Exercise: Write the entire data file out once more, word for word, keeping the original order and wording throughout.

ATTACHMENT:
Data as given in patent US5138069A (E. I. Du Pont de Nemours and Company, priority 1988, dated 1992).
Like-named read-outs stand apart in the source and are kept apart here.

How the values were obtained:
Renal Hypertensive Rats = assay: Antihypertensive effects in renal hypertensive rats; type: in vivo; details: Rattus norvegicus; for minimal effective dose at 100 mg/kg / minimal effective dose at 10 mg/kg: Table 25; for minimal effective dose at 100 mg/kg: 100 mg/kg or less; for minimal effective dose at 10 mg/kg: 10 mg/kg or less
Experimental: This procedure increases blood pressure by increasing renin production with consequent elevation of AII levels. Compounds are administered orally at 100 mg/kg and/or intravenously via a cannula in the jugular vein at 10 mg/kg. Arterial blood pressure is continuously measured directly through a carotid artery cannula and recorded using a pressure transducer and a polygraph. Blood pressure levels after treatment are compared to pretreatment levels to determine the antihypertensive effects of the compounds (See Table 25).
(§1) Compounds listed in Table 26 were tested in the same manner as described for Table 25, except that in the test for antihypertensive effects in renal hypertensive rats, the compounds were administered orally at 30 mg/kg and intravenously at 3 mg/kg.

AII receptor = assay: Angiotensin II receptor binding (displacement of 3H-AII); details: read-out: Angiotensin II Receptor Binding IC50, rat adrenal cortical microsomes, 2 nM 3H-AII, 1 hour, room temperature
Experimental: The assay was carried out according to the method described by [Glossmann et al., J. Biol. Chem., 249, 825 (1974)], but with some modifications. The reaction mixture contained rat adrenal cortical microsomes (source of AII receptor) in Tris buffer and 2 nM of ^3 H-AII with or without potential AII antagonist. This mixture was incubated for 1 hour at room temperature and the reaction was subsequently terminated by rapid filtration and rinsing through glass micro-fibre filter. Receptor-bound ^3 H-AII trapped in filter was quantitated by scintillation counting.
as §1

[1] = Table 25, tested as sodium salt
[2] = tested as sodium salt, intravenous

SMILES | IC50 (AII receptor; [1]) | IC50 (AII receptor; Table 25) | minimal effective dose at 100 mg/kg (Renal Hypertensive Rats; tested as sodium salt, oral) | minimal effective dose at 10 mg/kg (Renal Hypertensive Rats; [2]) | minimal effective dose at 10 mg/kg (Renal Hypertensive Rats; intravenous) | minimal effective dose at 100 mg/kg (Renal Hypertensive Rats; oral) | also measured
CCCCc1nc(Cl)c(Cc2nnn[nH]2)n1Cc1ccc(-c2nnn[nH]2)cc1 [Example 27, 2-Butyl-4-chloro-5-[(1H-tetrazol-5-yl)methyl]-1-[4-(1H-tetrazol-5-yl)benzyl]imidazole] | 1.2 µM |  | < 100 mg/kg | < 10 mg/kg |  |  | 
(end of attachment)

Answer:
Data as given in patent US5138069A (E. I. Du Pont de Nemours and Company, priority 1988, dated 1992).
Like-named read-outs stand apart in the source and are kept apart here.

How the values were obtained:
Renal Hypertensive Rats = assay: Antihypertensive effects in renal hypertensive rats; type: in vivo; details: Rattus norvegicus; for minimal effective dose at 100 mg/kg / minimal effective dose at 10 mg/kg: Table 25; for minimal effective dose at 100 mg/kg: 100 mg/kg or less; for minimal effective dose at 10 mg/kg: 10 mg/kg or less
Experimental: This procedure increases blood pressure by increasing renin production with consequent elevation of AII levels. Compounds are administered orally at 100 mg/kg and/or intravenously via a cannula in the jugular vein at 10 mg/kg. Arterial blood pressure is continuously measured directly through a carotid artery cannula and recorded using a pressure transducer and a polygraph. Blood pressure levels after treatment are compared to pretreatment levels to determine the antihypertensive effects of the compounds (See Table 25).
(§1) Compounds listed in Table 26 were tested in the same manner as described for Table 25, except that in the test for antihypertensive effects in renal hypertensive rats, the compounds were administered orally at 30 mg/kg and intravenously at 3 mg/kg.

AII receptor = assay: Angiotensin II receptor binding (displacement of 3H-AII); details: read-out: Angiotensin II Receptor Binding IC50, rat adrenal cortical microsomes, 2 nM 3H-AII, 1 hour, room temperature
Experimental: The assay was carried out according to the method described by [Glossmann et al., J. Biol. Chem., 249, 825 (1974)], but with some modifications. The reaction mixture contained rat adrenal cortical microsomes (source of AII receptor) in Tris buffer and 2 nM of ^3 H-AII with or without potential AII antagonist. This mixture was incubated for 1 hour at room temperature and the reaction was subsequently terminated by rapid filtration and rinsing through glass micro-fibre filter. Receptor-bound ^3 H-AII trapped in filter was quantitated by scintillation counting.
as §1

[1] = Table 25, tested as sodium salt
[2] = tested as sodium salt, intravenous

SMILES | IC50 (AII receptor; [1]) | IC50 (AII receptor; Table 25) | minimal effective dose at 100 mg/kg (Renal Hypertensive Rats; tested as sodium salt, oral) | minimal effective dose at 10 mg/kg (Renal Hypertensive Rats; [2]) | minimal effective dose at 10 mg/kg (Renal Hypertensive Rats; intravenous) | minimal effective dose at 100 mg/kg (Renal Hypertensive Rats; oral) | also measured
CCCCc1nc(Cl)c(Cc2nnn[nH]2)n1Cc1ccc(-c2nnn[nH]2)cc1 [Example 27, 2-Butyl-4-chloro-5-[(1H-tetrazol-5-yl)methyl]-1-[4-(1H-tetrazol-5-yl)benzyl]imidazole] | 1.2 µM |  | < 100 mg/kg | < 10 mg/kg |  |  | 